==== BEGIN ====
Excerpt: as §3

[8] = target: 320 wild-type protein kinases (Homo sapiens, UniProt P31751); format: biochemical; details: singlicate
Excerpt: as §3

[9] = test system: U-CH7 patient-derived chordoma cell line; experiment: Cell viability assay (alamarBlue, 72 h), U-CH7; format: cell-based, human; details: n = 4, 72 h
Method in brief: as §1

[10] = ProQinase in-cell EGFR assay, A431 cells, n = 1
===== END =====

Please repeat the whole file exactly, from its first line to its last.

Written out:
Excerpt: as §3

[8] = target: 320 wild-type protein kinases (Homo sapiens, UniProt P31751); format: biochemical; details: singlicate
Excerpt: as §3

[9] = test system: U-CH7 patient-derived chordoma cell line; experiment: Cell viability assay (alamarBlue, 72 h), U-CH7; format: cell-based, human; details: n = 4, 72 h
Method in brief: as §1

[10] = ProQinase in-cell EGFR assay, A431 cells, n = 1